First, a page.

Friday, June 29, 2018

Random Musing Before Shabbat – Balak 5778 — The Rest of Mah Tovu

It is not a phenomenon unique to Judaism, but we certainly have our fair share of it. We pluck away bits of text from of sacred scriptures – Torah, Talmud, the works of great sages, and elsewhere. We take these little nuggets and embrace them. We make them centerpieces and themes. Often we turn them into songs.

While doing so can have lots of positive effects – I certainly experience them as a Jewish musician – there is a caution to be noted. We are fond of accusing others of picking and choosing text to fit their interpretations. Glass houses.

מַה־טֹּ֥בוּ אֹהָלֶ֖יךָ יַעֲקֹ֑ב מִשְׁכְּנֹתֶ֖יךָ יִשְׂרָאֵֽל׃

How fair are your tents, O Jacob, Your dwellings, O Israel!

In our siddur, we have attached words from Psalm 5:8, 26:8, and 69:14, and changed and adapted one verse from Psalm 95:6 to this one verse from Torah, and for many, if not most people, that is their entire understanding of “Mah Tovu.” We have turned it into a paean to G”d’s love and the places where we worship.

I’m not suggesting this is a bad thing. I’ll admit, the Mah Tovu from the siddur is one of my favorite mash-ups of text (and our siddur is replete with them.) It is a thoroughly beautiful and inspiring prayer, perfect for the start of worship.

However, even when we encounter these words in parashat Balak during our annual reading cycle, we tend to focus on them in our adapted context of their use in worship. Sure, most of us know the story of Balak and Bilaam. Talking asses are rare (well, maybe not these days, but that’s a whole different musing) and this is a particularly well-crafted narrative. We remind ourselves, when we use the one verse from this parasha in our worship services, of the story from where it came, but primarily with the vague notions that curses can be turned to blessings, that Israel is worthy of G”d's blessing, that an enemy of Israel was thwarted, and some reflections on what it means when one’s beast of burden speaks and reveals one’s own blindness to what is right in front of one’s eyes.

Context is everything. Two previous attempts were made by Bilaam to fulfill Balak’s wish to curse the Israelites. Twice they go up on a mountain, build altars, and sacrifice on them.

The first time, Bilaam states:

וַיִּשָּׂ֥א מְשָׁל֖וֹ וַיֹּאמַ֑ר מִן־אֲ֠רָם יַנְחֵ֨נִי בָלָ֤ק מֶֽלֶךְ־מוֹאָב֙ מֵֽהַרְרֵי־קֶ֔דֶם לְכָה֙ אָֽרָה־לִּ֣י יַעֲקֹ֔ב וּלְכָ֖ה זֹעֲמָ֥ה יִשְׂרָאֵֽל׃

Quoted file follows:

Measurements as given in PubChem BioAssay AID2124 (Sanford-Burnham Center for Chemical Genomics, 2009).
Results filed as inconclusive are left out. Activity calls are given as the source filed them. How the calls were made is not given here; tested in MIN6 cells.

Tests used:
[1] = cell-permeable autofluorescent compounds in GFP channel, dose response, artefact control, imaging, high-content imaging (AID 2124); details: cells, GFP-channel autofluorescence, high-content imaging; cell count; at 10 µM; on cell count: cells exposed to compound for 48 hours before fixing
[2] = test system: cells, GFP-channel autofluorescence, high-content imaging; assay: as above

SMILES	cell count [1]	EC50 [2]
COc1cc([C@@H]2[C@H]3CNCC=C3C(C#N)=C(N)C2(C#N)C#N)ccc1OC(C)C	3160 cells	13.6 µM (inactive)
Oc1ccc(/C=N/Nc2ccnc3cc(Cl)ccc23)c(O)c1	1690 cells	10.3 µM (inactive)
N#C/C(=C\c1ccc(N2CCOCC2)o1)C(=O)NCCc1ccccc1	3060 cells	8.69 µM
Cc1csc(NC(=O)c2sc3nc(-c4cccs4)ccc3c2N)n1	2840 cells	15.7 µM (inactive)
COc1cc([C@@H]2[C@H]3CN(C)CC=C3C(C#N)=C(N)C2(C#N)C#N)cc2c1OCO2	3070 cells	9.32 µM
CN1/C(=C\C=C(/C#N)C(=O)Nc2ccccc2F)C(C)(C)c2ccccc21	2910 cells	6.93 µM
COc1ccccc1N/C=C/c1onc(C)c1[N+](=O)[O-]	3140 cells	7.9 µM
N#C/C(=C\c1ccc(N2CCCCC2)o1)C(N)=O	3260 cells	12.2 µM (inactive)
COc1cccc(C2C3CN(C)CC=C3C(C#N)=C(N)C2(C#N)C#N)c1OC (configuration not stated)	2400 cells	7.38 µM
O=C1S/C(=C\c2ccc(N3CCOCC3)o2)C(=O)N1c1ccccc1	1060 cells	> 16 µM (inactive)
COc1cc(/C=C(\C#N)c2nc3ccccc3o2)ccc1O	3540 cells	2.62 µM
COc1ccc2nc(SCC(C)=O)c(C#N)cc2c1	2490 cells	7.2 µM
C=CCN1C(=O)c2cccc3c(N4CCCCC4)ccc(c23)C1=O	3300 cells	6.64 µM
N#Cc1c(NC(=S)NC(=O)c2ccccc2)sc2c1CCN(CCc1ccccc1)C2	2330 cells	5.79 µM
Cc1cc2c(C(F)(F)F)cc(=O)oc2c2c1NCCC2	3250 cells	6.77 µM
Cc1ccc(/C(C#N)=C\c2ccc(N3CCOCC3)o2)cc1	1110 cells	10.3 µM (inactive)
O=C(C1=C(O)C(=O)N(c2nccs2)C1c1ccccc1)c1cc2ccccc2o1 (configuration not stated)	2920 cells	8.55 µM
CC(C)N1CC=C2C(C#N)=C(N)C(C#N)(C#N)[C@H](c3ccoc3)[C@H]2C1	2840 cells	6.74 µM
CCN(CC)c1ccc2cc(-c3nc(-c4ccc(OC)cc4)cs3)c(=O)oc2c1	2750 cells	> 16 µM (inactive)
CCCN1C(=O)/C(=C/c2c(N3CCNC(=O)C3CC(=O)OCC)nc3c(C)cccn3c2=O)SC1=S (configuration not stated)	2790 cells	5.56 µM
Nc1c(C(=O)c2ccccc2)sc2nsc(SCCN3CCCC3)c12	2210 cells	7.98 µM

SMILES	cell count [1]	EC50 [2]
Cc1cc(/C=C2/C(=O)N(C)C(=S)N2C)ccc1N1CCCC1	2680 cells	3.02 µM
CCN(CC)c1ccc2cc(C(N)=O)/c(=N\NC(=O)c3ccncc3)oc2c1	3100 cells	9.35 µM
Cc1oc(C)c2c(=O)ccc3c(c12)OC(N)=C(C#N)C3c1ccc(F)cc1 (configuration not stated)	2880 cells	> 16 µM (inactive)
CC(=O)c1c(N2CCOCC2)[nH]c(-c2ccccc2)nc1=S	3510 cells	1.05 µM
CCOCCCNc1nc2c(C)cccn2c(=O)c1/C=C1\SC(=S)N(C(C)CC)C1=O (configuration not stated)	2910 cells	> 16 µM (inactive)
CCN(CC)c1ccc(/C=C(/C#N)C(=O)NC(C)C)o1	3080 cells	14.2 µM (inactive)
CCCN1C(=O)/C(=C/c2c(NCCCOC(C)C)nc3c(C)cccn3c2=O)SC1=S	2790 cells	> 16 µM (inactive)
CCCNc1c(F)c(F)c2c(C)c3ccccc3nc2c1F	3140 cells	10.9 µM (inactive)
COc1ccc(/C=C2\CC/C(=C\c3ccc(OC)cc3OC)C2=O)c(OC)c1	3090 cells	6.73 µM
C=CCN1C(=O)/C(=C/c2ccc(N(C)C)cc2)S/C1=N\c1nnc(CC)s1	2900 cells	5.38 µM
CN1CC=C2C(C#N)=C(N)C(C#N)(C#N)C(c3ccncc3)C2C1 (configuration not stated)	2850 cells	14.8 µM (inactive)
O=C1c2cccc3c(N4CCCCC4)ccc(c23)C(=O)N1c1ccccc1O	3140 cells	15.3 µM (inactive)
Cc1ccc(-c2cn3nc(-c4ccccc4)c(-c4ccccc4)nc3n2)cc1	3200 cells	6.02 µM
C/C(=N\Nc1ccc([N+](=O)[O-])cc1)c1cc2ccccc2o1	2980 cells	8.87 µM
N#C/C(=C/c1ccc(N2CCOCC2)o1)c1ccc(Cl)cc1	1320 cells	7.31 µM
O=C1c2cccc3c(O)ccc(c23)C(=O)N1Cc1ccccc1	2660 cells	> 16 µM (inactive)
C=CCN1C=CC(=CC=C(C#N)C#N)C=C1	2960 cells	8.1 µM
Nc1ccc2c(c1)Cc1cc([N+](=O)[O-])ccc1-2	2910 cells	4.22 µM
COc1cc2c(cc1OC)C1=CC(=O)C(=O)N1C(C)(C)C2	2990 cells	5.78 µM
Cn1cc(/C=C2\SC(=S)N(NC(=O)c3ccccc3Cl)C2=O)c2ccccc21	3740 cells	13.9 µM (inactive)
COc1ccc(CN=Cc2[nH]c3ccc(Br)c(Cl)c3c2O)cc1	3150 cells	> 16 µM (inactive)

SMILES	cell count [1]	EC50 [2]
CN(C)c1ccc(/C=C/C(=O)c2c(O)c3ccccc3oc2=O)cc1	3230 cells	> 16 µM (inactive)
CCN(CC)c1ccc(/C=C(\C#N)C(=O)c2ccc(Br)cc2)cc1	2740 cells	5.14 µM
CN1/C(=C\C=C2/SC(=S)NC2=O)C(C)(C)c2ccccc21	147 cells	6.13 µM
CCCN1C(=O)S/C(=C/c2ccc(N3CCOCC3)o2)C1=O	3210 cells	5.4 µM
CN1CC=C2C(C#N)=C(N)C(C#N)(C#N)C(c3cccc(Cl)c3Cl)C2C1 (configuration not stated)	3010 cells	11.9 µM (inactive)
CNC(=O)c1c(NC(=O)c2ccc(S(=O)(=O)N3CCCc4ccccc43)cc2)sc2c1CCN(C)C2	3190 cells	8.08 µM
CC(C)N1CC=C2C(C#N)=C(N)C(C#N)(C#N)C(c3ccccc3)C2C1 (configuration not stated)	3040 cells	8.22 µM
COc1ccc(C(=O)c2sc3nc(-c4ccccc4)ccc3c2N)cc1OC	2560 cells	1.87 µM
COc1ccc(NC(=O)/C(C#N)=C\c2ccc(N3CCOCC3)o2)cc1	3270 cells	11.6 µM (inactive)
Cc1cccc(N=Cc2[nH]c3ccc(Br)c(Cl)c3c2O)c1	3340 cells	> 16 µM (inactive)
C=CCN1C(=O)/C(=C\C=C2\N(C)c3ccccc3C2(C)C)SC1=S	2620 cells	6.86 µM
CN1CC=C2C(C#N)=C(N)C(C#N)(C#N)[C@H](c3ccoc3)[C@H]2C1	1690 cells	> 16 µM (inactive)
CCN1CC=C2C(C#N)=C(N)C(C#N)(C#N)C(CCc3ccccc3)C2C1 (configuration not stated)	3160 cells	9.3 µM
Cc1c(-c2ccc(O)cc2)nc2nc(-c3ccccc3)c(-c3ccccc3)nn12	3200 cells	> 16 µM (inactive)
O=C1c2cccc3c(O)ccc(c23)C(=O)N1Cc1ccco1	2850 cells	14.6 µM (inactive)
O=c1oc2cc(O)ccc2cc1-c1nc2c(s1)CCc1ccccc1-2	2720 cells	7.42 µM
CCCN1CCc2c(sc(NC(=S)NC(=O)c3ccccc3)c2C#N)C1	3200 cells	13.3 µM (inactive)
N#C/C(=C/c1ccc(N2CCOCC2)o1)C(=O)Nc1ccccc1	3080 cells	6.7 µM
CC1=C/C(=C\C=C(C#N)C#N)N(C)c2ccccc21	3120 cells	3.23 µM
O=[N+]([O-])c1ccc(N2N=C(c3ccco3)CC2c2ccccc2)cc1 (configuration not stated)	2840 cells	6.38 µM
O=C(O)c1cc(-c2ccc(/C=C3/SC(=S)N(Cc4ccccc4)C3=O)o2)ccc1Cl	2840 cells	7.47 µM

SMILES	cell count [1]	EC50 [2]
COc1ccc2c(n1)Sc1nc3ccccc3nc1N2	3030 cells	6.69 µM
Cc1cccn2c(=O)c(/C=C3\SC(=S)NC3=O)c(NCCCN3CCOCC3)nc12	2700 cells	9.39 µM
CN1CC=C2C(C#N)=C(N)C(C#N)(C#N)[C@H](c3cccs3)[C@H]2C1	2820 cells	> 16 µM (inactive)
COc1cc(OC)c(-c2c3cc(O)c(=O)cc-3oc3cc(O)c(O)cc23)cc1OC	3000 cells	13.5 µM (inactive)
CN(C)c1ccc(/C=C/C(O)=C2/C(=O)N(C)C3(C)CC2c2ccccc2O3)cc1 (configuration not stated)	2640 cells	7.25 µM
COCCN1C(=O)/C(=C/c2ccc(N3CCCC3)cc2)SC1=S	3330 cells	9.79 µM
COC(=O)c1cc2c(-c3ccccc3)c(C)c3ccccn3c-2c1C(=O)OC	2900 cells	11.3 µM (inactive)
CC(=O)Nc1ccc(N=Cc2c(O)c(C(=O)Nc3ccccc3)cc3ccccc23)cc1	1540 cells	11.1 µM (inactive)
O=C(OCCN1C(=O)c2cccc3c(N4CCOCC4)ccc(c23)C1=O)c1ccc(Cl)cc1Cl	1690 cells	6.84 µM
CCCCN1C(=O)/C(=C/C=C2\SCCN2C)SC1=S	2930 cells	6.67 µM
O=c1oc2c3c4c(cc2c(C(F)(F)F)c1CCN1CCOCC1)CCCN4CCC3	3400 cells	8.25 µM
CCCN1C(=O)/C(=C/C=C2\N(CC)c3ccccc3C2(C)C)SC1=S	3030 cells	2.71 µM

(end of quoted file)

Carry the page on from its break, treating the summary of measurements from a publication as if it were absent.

He took up his theme, and said: From Aram has Balak brought me, Moab’s king from the hills of the East: Come, curse me Jacob, Come, tell Israel’s doom!

מָ֣ה אֶקֹּ֔ב לֹ֥א קַבֹּ֖ה אֵ֑ל וּמָ֣ה אֶזְעֹ֔ם לֹ֥א זָעַ֖ם יְהוָֽה׃

How can I damn whom God has not damned, How doom when the LORD has not doomed?

כִּֽי־מֵרֹ֤אשׁ צֻרִים֙ אֶרְאֶ֔נּוּ וּמִגְּבָע֖וֹת אֲשׁוּרֶ֑נּוּ הֶן־עָם֙ לְבָדָ֣ד יִשְׁכֹּ֔ן וּבַגּוֹיִ֖ם לֹ֥א יִתְחַשָּֽׁב׃

As I see them from the mountain tops, Gaze on them from the heights, There is a people that dwells apart, Not reckoned among the nations,

מִ֤י מָנָה֙ עֲפַ֣ר יַעֲקֹ֔ב וּמִסְפָּ֖ר אֶת־רֹ֣בַע יִשְׂרָאֵ֑ל תָּמֹ֤ת נַפְשִׁי֙ מ֣וֹת יְשָׁרִ֔ים וּתְהִ֥י אַחֲרִיתִ֖י כָּמֹֽהוּ׃

Who can count the dust of Jacob, Number the dust-cloud of Israel? May I die the death of the upright, May my fate be like theirs!

Ok, that’s pretty innocuous. Next.

וַיִּשָּׂ֥א מְשָׁל֖וֹ וַיֹּאמַ֑ר ק֤וּם בָּלָק֙ וּֽשֲׁמָ֔ע הַאֲזִ֥ינָה עָדַ֖י בְּנ֥וֹ צִפֹּֽר׃

And he took up his theme, and said: Up, Balak, attend, Give ear unto me, son of Zippor!

לֹ֣א אִ֥ישׁ אֵל֙ וִֽיכַזֵּ֔ב וּבֶן־אָדָ֖ם וְיִתְנֶחָ֑ם הַה֤וּא אָמַר֙ וְלֹ֣א יַעֲשֶׂ֔ה וְדִבֶּ֖ר וְלֹ֥א יְקִימֶֽנָּה׃

God is not man to be capricious, Or mortal to change His mind. Would He speak and not act, Promise and not fulfill?

הִנֵּ֥ה בָרֵ֖ךְ לָקָ֑חְתִּי וּבֵרֵ֖ךְ וְלֹ֥א אֲשִׁיבֶֽנָּה׃

My message was to bless: When He blesses, I cannot reverse it.

לֹֽא־הִבִּ֥יט אָ֙וֶן֙ בְּיַעֲקֹ֔ב וְלֹא־רָאָ֥ה עָמָ֖ל בְּיִשְׂרָאֵ֑ל יְהוָ֤ה אֱלֹהָיו֙ עִמּ֔וֹ וּתְרוּעַ֥ת מֶ֖לֶךְ בּֽוֹ׃

No harm is in sight for Jacob, No woe in view for Israel. The LORD their God is with them, And their King’s acclaim in their midst.

אֵ֖ל מוֹצִיאָ֣ם מִמִּצְרָ֑יִם כְּתוֹעֲפֹ֥ת רְאֵ֖ם לֽוֹ׃

God who freed them from Egypt Is for them like the horns of the wild ox.

כִּ֤י לֹא־נַ֙חַשׁ֙ בְּיַעֲקֹ֔ב וְלֹא־קֶ֖סֶם בְּיִשְׂרָאֵ֑ל כָּעֵ֗ת יֵאָמֵ֤ר לְיַעֲקֹב֙ וּלְיִשְׂרָאֵ֔ל מַה־פָּ֖עַל אֵֽל׃

Lo, there is no augury in Jacob, No divining in Israel: Jacob is told at once, Yea Israel, what God has planned.

הֶן־עָם֙ כְּלָבִ֣יא יָק֔וּם וְכַאֲרִ֖י יִתְנַשָּׂ֑א לֹ֤א יִשְׁכַּב֙ עַד־יֹ֣אכַל טֶ֔רֶף וְדַם־חֲלָלִ֖ים יִשְׁתֶּֽה׃

Lo, a people that rises like a lion, Leaps up like the king of beasts, Rests not till it has feasted on prey And drunk the blood of the slain.

That’s beginning to have some threatening overtones. Finally, after delivering the well worn verse 5 (i.e. the Mah Tovu) Bilaam goes on. It stays nice for a while, but at verse 8 it starts getting sinister.

אֵ֚ל מוֹצִיא֣וֹ מִמִּצְרַ֔יִם כְּתוֹעֲפֹ֥ת רְאֵ֖ם ל֑וֹ יֹאכַ֞ל גּוֹיִ֣ם צָרָ֗יו וְעַצְמֹתֵיהֶ֛ם יְגָרֵ֖ם וְחִצָּ֥יו יִמְחָֽץ׃

God who freed them from Egypt Is for them like the horns of the wild ox. They shall devour enemy nations, Crush their bones, And smash their arrows.

כָּרַ֨ע שָׁכַ֧ב כַּאֲרִ֛י וּכְלָבִ֖יא מִ֣י יְקִימֶ֑נּוּ מְבָרֲכֶ֣יךָ בָר֔וּךְ וְאֹרְרֶ֖יךָ אָרֽוּר׃